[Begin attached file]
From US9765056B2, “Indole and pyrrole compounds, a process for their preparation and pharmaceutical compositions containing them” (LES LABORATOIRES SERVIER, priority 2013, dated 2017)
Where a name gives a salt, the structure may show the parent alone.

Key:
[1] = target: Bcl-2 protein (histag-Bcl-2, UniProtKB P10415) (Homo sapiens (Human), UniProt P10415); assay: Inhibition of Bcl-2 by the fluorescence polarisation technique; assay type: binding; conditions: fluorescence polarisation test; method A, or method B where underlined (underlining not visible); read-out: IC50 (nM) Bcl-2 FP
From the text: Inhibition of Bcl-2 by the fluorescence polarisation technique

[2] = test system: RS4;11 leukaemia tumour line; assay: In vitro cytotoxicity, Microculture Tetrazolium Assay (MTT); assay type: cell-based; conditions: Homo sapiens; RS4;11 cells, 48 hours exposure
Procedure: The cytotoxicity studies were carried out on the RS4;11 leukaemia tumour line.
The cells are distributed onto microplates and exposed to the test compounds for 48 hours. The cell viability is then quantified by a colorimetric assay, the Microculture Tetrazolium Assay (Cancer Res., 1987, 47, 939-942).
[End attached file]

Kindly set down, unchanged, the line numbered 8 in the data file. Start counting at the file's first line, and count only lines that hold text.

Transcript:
The cells are distributed onto microplates and exposed to the test compounds for 48 hours. The cell viability is then quantified by a colorimetric assay, the Microculture Tetrazolium Assay (Cancer Res., 1987, 47, 939-942).